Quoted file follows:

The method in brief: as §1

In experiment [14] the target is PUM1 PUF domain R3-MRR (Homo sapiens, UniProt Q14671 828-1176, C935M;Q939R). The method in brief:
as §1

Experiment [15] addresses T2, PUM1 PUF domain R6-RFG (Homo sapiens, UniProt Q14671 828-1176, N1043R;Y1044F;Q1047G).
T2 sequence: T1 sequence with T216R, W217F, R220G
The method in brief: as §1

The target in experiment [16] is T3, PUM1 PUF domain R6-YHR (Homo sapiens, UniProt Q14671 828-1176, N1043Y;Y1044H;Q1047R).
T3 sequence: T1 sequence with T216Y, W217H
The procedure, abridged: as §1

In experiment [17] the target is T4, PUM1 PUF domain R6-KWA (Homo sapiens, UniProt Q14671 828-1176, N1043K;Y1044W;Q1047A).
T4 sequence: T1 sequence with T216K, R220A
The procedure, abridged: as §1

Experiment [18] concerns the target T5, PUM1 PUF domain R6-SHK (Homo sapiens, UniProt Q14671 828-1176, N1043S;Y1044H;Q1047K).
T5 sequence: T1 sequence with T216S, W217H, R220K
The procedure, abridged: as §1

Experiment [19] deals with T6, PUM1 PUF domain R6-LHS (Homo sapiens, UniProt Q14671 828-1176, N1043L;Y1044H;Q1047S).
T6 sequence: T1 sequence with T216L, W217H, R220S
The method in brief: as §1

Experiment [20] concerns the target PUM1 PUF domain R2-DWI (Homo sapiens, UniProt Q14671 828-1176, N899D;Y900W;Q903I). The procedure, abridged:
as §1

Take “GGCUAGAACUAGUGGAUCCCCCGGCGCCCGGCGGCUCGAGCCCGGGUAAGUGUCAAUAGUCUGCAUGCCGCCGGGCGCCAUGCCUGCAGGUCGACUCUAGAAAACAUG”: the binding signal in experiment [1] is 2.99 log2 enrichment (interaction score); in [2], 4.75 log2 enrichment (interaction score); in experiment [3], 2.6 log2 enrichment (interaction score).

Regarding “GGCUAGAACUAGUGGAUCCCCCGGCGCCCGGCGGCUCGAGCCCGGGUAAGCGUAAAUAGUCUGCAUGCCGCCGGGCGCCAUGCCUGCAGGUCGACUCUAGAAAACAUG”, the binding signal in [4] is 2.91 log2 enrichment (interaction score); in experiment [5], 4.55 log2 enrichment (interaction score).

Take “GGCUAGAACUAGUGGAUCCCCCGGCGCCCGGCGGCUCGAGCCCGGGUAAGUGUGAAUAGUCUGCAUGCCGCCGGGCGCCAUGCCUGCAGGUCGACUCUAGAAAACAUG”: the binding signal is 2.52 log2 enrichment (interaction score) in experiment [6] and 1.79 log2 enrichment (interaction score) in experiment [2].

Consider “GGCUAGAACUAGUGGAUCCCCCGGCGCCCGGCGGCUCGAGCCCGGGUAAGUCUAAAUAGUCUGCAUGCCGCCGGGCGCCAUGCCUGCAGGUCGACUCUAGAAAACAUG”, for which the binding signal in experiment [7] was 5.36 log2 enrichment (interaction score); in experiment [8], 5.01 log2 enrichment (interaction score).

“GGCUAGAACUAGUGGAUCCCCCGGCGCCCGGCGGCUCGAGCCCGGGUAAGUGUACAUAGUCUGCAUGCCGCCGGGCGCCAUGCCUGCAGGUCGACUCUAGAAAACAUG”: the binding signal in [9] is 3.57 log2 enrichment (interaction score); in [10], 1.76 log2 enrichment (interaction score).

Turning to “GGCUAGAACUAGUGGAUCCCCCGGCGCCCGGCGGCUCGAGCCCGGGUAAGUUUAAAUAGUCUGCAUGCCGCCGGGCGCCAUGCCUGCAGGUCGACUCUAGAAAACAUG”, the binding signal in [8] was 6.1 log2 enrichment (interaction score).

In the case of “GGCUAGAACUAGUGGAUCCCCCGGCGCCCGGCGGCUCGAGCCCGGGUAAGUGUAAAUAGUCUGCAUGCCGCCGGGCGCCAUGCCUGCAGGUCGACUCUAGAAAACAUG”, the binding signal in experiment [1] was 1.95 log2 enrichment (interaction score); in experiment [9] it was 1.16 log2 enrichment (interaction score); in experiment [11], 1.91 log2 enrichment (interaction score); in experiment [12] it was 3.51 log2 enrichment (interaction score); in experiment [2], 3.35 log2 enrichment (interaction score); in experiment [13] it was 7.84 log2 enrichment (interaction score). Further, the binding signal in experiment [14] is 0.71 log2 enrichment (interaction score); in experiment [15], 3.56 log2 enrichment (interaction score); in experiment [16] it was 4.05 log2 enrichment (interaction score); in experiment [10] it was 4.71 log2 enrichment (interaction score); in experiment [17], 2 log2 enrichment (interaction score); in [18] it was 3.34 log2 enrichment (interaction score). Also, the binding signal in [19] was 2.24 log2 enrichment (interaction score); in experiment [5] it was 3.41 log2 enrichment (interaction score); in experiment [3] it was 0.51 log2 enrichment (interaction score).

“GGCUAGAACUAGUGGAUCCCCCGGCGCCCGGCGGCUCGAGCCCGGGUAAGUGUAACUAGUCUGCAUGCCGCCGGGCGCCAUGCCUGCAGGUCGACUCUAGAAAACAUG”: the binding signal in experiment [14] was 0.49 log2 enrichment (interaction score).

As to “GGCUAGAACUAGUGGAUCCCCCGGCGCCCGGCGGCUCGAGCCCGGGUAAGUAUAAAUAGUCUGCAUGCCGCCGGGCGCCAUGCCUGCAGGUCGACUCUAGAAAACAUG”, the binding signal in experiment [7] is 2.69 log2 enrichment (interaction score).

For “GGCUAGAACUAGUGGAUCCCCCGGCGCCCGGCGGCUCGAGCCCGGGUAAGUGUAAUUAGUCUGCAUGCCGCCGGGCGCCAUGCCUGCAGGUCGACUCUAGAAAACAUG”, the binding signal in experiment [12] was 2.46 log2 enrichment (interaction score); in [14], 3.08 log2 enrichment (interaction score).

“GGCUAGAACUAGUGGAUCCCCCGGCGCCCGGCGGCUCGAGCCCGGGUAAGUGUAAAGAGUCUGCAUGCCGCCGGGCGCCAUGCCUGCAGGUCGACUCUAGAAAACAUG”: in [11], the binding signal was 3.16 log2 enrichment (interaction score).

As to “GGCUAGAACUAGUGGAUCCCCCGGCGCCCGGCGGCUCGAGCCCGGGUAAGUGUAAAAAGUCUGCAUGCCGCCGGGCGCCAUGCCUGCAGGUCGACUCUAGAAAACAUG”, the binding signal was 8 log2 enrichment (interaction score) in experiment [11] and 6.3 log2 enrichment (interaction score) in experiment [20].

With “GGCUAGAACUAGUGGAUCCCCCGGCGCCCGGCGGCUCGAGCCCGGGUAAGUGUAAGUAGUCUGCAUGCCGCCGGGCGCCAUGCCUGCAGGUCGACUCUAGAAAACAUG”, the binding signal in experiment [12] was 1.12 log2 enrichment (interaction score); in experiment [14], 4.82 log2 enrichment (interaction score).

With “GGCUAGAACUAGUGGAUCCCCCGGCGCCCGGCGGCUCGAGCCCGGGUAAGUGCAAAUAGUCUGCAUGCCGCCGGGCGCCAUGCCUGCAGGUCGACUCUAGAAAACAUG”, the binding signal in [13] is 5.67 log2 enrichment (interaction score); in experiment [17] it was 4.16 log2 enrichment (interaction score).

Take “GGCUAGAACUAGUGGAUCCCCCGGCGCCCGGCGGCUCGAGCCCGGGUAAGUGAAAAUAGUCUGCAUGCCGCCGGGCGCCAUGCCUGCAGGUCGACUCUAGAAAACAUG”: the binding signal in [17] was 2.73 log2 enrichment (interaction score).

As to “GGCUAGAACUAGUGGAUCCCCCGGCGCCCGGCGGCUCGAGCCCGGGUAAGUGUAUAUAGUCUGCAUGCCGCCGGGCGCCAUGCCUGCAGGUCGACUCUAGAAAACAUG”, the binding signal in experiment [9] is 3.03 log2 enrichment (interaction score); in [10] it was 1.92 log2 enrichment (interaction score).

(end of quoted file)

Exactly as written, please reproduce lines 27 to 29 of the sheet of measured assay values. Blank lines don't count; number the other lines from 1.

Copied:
In the case of “GGCUAGAACUAGUGGAUCCCCCGGCGCCCGGCGGCUCGAGCCCGGGUAAGUGUAAAUAGUCUGCAUGCCGCCGGGCGCCAUGCCUGCAGGUCGACUCUAGAAAACAUG”, the binding signal in experiment [1] was 1.95 log2 enrichment (interaction score); in experiment [9] it was 1.16 log2 enrichment (interaction score); in experiment [11], 1.91 log2 enrichment (interaction score); in experiment [12] it was 3.51 log2 enrichment (interaction score); in experiment [2], 3.35 log2 enrichment (interaction score); in experiment [13] it was 7.84 log2 enrichment (interaction score). Further, the binding signal in experiment [14] is 0.71 log2 enrichment (interaction score); in experiment [15], 3.56 log2 enrichment (interaction score); in experiment [16] it was 4.05 log2 enrichment (interaction score); in experiment [10] it was 4.71 log2 enrichment (interaction score); in experiment [17], 2 log2 enrichment (interaction score); in [18] it was 3.34 log2 enrichment (interaction score). Also, the binding signal in [19] was 2.24 log2 enrichment (interaction score); in experiment [5] it was 3.41 log2 enrichment (interaction score); in experiment [3] it was 0.51 log2 enrichment (interaction score).

“GGCUAGAACUAGUGGAUCCCCCGGCGCCCGGCGGCUCGAGCCCGGGUAAGUGUAACUAGUCUGCAUGCCGCCGGGCGCCAUGCCUGCAGGUCGACUCUAGAAAACAUG”: the binding signal in experiment [14] was 0.49 log2 enrichment (interaction score).

As to “GGCUAGAACUAGUGGAUCCCCCGGCGCCCGGCGGCUCGAGCCCGGGUAAGUAUAAAUAGUCUGCAUGCCGCCGGGCGCCAUGCCUGCAGGUCGACUCUAGAAAACAUG”, the binding signal in experiment [7] is 2.69 log2 enrichment (interaction score).